Published on December 5, 2019 by Ralph Mast
Data is an extremely valuable business asset, and data security is rapidly becoming an extremely critical business concern in this increasingly connected and fast-paced world. When Solvaria's client launched a client portal, we were called in to help keep the sensitive data they were receiving secure. Microsoft has developed several database technologies that Solvaria includes in our 24x7 Remote or On-Site Managed DBA Services. We implemented three of these technologies to enhance data security for the data stored within our client's databases.
Transparent data encryption
Transparent data encryption, or TDE, encrypts a database file while it's on disk. This means that even if someone gains unauthorized access to a database file, they would still be unable to read it. In order to encrypt the database file, our SQL Server DBAs first create a master key on the database, then create a certificate protected by the master key, which in turn protects the encryption. Since SQL Server dynamically encrypts and decrypts the data as it moves onto and off the disk, end users and applications are unaware that the encryption is even happening. Since TDE is contained entirely within the database, it pairs well with Always On Availability Groups, with the only requirement being that the same certificate that encrypted the data must be installed on every replica that will house the database.
SQL Server Auditing
SQL Server Auditing records SQL statements that run against the database, while statements that are expected, such as those from an application, can be filtered out and not reported. Auditing can be specified at the SQL instance or the database level, which gives a great deal of flexibility and the ability to audit specific types of activity, or everything, as needed. This does not prevent changes from being made, but a record is created that allows an auditor to determine who changed data in the database, or accessed data improperly.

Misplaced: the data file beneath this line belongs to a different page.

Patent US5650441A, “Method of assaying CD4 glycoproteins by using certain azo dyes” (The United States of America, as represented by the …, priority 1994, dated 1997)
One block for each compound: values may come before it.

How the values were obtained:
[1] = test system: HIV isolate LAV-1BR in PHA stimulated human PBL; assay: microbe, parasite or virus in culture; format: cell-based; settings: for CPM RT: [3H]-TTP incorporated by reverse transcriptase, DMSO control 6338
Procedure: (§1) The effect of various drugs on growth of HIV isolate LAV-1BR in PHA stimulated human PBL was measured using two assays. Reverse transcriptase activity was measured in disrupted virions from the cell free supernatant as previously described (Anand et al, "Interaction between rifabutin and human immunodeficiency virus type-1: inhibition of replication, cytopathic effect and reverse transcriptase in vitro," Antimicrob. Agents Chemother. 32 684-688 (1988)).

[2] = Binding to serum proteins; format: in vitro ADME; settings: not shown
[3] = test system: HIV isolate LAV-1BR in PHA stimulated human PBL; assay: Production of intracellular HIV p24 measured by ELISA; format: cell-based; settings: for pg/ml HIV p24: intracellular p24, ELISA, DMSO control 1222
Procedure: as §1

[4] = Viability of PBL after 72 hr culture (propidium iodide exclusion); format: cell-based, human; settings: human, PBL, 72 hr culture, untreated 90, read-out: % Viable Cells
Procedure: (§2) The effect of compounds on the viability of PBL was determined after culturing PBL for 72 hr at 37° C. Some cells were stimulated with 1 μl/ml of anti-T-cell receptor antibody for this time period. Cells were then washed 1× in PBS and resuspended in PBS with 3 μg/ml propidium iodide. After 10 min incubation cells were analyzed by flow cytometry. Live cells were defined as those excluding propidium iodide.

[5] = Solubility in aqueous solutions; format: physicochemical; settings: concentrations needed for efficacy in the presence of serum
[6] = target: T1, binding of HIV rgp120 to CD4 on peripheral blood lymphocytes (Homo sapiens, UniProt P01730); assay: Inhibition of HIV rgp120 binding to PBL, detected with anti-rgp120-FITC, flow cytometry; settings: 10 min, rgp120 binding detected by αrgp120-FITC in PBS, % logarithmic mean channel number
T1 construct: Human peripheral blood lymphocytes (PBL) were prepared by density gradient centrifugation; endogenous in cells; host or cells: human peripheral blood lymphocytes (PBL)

Change Data Capture
Change Data Capture records data as it is being changed. This includes every delete, every insert, and every update to the rows. As changes are made, SQL Server captures them and loads them to tables that can be consumed by another process, such as a data warehouse load or data audit process. The data in those tables is kept for a certain amount of time then purged. This allows a business to keep a record not only of the fact that changes were made, but the actual data that was changed.
Note: When implementing Change Data Capture with Always on Availability, the DBA will need to manually modify the jobs to make sure they only run on the primary replica and that they are started on the new primary when a fail over occurs.
Each security method has it’s own purpose, and if a business has critical data they need to protect, any of these methods can be implemented by themselves or in concert with each other.
Does your business have client data that needs protecting?